June 27--DANVILLE -- The Taming of the Shrew with the Turtleman for Petruchio? Is it by Billy Bob Shakespeare?
No, it was New York-based playwright Holly Hepp-Galvan who was commissioned by Pioneer Playhouse to write a modern adaptation of the Shakespearean comedy. When she started bouncing ideas off artistic director Robby Henson, she found she was quickly drawn to reality television as a setting.
"It has all of these elements that are in the play: deception, artifice, who's being earnest," Hepp-Galvan says.
At first, her intention was to make some references to Ernie Brown Jr., the Lebanon critter wrangler who is the star of the Animal Planet show Call of the Wildman and is popularly known as the Turtleman.
But then she realized there were some strong correlations between him and Shrew's leading man, Petruchio, who struggles to court the title shrew, Kate, who is no picnic.
"There are three times in the script they liken Petruchio to an animal tamer," Hepp-Galvan says. So as she started writing Tamed, which opened this week at the Danville theater, she says, "It was scary how easily it fell together."
The play opens in the final weeks of a fictional reality show called Who Wants to Marry a Southern Gentleman? Bianca must choose between Richard Riche and Theodore Boring. But that's the TV show's problem: It's boring. The ratings are falling through the floor, and something need to happen quickly to spice things up.
Enter Bianca's sister, Kate, a combative hip-hop artist. The TV show's producer declares that for their final challenge, Bianca's suitors have to find someone to marry Kate.
Enter Woodchuck Man, a backwoods character who claims he can tame anything. He comes into the picture when a groundhog -- "We've made woodchucks much scarier than they actually are," director Lawrence Lesher says -- invades the Southern Gentleman studio.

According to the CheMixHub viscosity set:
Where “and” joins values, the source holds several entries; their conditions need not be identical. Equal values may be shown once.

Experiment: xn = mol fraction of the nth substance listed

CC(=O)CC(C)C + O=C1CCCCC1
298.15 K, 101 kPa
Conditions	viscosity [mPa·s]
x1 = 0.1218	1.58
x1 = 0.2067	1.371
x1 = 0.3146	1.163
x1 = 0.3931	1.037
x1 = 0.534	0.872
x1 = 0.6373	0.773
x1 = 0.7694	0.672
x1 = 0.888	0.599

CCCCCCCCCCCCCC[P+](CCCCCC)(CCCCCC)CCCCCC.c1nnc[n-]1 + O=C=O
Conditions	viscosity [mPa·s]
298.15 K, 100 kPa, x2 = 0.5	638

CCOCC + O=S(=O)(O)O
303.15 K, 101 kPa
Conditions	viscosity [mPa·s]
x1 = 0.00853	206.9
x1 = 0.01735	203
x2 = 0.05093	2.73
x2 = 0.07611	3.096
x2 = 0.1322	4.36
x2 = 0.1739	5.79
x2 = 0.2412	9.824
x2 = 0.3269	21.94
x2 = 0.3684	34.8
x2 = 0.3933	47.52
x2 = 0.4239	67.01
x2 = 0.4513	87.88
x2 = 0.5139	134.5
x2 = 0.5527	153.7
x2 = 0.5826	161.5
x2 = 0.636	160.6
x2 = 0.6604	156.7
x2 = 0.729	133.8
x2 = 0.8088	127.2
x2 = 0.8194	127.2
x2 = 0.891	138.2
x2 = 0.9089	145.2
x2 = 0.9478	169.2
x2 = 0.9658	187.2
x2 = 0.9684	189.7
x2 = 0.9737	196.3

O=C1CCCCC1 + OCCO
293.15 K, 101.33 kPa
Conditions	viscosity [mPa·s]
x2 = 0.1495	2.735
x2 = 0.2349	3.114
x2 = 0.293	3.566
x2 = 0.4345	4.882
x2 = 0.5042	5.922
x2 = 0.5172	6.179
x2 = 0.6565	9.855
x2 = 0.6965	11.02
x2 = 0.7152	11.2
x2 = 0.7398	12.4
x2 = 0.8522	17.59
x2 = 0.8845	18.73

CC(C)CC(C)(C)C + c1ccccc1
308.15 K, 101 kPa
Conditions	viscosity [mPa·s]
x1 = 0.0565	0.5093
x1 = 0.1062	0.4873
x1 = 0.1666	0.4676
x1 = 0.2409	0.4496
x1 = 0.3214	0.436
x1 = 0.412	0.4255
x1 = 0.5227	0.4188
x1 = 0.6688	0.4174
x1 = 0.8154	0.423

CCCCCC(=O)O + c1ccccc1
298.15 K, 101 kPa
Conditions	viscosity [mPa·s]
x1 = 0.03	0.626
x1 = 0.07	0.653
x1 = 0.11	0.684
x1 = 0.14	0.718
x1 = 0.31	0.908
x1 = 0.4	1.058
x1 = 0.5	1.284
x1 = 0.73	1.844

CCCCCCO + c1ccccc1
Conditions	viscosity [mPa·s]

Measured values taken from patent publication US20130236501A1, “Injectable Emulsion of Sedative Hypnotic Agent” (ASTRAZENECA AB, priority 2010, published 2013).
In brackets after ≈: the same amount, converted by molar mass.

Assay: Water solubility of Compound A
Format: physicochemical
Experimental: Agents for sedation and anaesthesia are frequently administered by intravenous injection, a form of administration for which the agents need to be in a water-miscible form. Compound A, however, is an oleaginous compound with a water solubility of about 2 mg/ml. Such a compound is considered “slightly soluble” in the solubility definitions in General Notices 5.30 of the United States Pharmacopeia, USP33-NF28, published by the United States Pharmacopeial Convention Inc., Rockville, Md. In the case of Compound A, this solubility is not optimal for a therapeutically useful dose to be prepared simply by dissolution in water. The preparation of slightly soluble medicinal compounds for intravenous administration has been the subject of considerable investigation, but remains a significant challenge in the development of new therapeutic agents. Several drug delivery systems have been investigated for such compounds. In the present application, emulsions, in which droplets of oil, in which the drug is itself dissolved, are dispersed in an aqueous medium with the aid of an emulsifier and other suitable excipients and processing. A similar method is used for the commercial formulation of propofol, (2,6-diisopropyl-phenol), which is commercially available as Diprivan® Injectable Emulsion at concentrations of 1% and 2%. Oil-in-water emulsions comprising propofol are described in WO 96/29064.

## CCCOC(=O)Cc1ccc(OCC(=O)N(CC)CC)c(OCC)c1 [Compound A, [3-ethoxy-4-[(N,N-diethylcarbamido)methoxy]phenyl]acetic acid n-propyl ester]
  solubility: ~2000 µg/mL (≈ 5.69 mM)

Pioneer Playhouse has a strong connection with the Turtleman and his show: He was depicted in one episode ridding the theater's costume shop of snakes. Brown also has also a presence at the theater, attending last year's season-opener, posing for pictures with people in the audience and granting requests for his signature yell, "Live action!"
But it has been a rough week for the Turtleman in Danville.
On Tuesday, the same day Tamed opened, the city released a report concluding that on a recent episode of Call of the Wildman, a poisonous snake was released into a public swimming pool for Brown to catch, and the city parks department had not obtained required permits for filming at the pool.
Despite the public relations kerfuffle, Henson says, the theater stands behind Brown and the play.
"We love our Turtleman," he said. "I can understand if parents are upset about snakes in a public pool. But if that gets tied into 'Is it real? Is it not real?,' grow up."
He and his mother, Playhouse producer Charlotte Henson. say that even if events on Wildman are staged, Brown's animal-catching skills are real and were well-known in the region long before Animal Planet came along.
"He can dive in a pond and catch a turtle, and he has those skills," says Robby Henson, a film director with several features to his credit. "But if you've got a film crew that's around, you've got to set things up."
And Brown does make a great stage character, although Hepp-Galvan says she had to stray from the deep-backwoods persona Brown portrays on TV to make the character work in the Shakespearean context.
As played by actor Chris Kateff, Woodchuck Man is wise to the tricks of TV producers and has a way with words, easily joining in Kate's intricate raps.
Hepp-Galvan says she made Kate, played by Synge Maher, a Northern urban character to create a strong contrast with Woodchuck Man.
And beyond the local connection of the character, Lesher says nothing else really ties the play to Kentucky, and he hopes it will have life beyond its world premiere. He points out that he and numerous actors in the show live in New York the rest of the year.
"I think it can play beyond Danville," he says. "It's a fun story and a universal story, with Taming of the Shrew."
IF YOU GO
What: World premiere production of Holly Hepp-Galvan's present-day adaptation of William Shakespeare's The Taming of the Shrew.
When: Through July 6; dinner 7:30 p.m., show at 8:30.
Where: Pioneer Playhouse, 840 Standford Rd., Danville
Tickets: $16 adults, $9 ages 12 and younger for show only; $28 adults and $15 ages 12 and younger for dinner and show. 1-866-597-5297. Pioneerplayhouse.com.
Rich Copley: (859) 231-3217. Twitter: @copiousnotes. Blog: Copiousnotes.bloginky.com.
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